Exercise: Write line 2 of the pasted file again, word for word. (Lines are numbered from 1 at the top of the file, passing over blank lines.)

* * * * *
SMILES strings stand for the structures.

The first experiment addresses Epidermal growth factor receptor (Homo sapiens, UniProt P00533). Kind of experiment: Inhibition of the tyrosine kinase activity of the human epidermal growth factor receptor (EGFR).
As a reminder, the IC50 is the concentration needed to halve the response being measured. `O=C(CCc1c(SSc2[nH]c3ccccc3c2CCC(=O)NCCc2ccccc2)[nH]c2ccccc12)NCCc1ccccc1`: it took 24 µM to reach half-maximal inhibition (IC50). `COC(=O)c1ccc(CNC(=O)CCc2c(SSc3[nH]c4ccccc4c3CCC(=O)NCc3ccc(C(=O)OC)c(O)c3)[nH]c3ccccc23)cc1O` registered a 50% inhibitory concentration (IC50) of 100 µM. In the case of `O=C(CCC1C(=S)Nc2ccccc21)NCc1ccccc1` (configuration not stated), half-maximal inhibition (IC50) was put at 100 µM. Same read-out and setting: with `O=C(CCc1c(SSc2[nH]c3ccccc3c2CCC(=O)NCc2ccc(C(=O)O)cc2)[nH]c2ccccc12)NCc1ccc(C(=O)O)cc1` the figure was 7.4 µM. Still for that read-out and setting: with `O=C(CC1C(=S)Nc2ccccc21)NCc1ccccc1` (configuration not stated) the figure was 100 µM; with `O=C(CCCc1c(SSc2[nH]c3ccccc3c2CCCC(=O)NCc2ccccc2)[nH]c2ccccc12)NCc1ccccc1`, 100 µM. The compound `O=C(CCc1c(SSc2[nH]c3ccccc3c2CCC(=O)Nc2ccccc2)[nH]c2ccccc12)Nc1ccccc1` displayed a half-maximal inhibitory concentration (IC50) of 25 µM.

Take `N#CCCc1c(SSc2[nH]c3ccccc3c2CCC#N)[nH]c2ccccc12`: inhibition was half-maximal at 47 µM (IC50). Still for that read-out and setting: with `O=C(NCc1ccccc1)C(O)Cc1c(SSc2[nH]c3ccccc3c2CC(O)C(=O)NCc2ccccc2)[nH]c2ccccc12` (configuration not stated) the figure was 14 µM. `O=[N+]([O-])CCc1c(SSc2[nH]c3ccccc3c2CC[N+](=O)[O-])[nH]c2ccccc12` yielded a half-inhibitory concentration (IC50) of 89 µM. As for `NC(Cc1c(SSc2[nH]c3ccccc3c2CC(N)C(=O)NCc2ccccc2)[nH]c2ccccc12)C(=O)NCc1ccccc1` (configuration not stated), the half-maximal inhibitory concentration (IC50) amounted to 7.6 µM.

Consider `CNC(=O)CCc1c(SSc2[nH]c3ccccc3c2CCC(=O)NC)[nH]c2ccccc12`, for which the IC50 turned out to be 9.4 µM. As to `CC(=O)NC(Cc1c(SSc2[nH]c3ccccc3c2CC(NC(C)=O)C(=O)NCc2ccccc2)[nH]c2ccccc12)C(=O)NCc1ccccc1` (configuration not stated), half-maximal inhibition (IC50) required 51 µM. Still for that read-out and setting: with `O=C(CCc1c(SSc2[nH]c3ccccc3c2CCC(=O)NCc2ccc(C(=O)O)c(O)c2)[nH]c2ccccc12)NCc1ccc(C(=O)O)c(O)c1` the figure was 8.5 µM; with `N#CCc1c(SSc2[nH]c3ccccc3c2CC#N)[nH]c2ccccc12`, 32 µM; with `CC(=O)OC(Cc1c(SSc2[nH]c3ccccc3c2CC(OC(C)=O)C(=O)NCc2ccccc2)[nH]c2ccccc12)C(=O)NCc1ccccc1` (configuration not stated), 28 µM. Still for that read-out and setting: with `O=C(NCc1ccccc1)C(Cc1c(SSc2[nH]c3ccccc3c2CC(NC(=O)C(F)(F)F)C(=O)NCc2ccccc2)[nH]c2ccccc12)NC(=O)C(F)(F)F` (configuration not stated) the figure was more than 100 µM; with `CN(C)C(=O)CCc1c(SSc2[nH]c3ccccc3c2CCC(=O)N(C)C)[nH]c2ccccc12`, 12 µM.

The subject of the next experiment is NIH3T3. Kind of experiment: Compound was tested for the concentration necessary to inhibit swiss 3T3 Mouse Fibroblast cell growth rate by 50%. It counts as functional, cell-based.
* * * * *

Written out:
The first experiment addresses Epidermal growth factor receptor (Homo sapiens, UniProt P00533). Kind of experiment: Inhibition of the tyrosine kinase activity of the human epidermal growth factor receptor (EGFR).